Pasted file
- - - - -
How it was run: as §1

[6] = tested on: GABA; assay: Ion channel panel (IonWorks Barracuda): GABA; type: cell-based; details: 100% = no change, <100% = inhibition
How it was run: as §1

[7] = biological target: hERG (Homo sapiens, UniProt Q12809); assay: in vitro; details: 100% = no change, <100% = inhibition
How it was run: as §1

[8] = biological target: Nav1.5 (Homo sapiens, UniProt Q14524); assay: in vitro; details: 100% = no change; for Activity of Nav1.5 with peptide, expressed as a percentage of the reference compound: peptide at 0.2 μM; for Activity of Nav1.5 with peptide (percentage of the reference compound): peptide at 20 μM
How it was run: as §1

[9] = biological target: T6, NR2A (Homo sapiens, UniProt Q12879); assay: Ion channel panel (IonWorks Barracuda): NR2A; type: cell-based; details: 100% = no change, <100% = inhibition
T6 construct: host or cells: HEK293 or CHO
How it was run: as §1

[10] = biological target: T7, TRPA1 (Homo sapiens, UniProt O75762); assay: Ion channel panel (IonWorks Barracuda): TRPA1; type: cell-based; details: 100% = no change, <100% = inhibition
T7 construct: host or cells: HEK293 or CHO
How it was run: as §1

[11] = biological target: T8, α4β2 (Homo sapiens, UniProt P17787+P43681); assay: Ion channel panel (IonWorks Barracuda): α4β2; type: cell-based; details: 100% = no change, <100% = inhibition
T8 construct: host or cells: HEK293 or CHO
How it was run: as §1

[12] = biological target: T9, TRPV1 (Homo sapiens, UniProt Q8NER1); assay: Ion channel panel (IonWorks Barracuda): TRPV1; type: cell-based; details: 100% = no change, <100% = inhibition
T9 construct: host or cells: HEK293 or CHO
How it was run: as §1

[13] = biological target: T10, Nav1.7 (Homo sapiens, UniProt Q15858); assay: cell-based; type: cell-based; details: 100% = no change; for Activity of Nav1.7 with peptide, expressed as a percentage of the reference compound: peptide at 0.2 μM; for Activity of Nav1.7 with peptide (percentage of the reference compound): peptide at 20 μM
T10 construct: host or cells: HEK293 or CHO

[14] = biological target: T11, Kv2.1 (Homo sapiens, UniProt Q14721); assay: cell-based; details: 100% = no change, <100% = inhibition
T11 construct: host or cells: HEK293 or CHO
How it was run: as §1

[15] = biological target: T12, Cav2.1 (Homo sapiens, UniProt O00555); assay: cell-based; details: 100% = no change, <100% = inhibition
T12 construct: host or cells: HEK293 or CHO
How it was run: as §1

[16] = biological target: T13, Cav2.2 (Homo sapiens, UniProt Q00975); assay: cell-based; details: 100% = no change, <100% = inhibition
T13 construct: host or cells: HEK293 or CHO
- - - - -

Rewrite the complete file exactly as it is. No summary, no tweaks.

How it was run: as §1

[6] = tested on: GABA; assay: Ion channel panel (IonWorks Barracuda): GABA; type: cell-based; details: 100% = no change, <100% = inhibition
How it was run: as §1

[7] = biological target: hERG (Homo sapiens, UniProt Q12809); assay: in vitro; details: 100% = no change, <100% = inhibition
How it was run: as §1

[8] = biological target: Nav1.5 (Homo sapiens, UniProt Q14524); assay: in vitro; details: 100% = no change; for Activity of Nav1.5 with peptide, expressed as a percentage of the reference compound: peptide at 0.2 μM; for Activity of Nav1.5 with peptide (percentage of the reference compound): peptide at 20 μM
How it was run: as §1

[9] = biological target: T6, NR2A (Homo sapiens, UniProt Q12879); assay: Ion channel panel (IonWorks Barracuda): NR2A; type: cell-based; details: 100% = no change, <100% = inhibition
T6 construct: host or cells: HEK293 or CHO
How it was run: as §1

[10] = biological target: T7, TRPA1 (Homo sapiens, UniProt O75762); assay: Ion channel panel (IonWorks Barracuda): TRPA1; type: cell-based; details: 100% = no change, <100% = inhibition
T7 construct: host or cells: HEK293 or CHO
How it was run: as §1

[11] = biological target: T8, α4β2 (Homo sapiens, UniProt P17787+P43681); assay: Ion channel panel (IonWorks Barracuda): α4β2; type: cell-based; details: 100% = no change, <100% = inhibition
T8 construct: host or cells: HEK293 or CHO
How it was run: as §1

[12] = biological target: T9, TRPV1 (Homo sapiens, UniProt Q8NER1); assay: Ion channel panel (IonWorks Barracuda): TRPV1; type: cell-based; details: 100% = no change, <100% = inhibition
T9 construct: host or cells: HEK293 or CHO
How it was run: as §1

[13] = biological target: T10, Nav1.7 (Homo sapiens, UniProt Q15858); assay: cell-based; type: cell-based; details: 100% = no change; for Activity of Nav1.7 with peptide, expressed as a percentage of the reference compound: peptide at 0.2 μM; for Activity of Nav1.7 with peptide (percentage of the reference compound): peptide at 20 μM
T10 construct: host or cells: HEK293 or CHO

[14] = biological target: T11, Kv2.1 (Homo sapiens, UniProt Q14721); assay: cell-based; details: 100% = no change, <100% = inhibition
T11 construct: host or cells: HEK293 or CHO
How it was run: as §1

[15] = biological target: T12, Cav2.1 (Homo sapiens, UniProt O00555); assay: cell-based; details: 100% = no change, <100% = inhibition
T12 construct: host or cells: HEK293 or CHO
How it was run: as §1

[16] = biological target: T13, Cav2.2 (Homo sapiens, UniProt Q00975); assay: cell-based; details: 100% = no change, <100% = inhibition
T13 construct: host or cells: HEK293 or CHO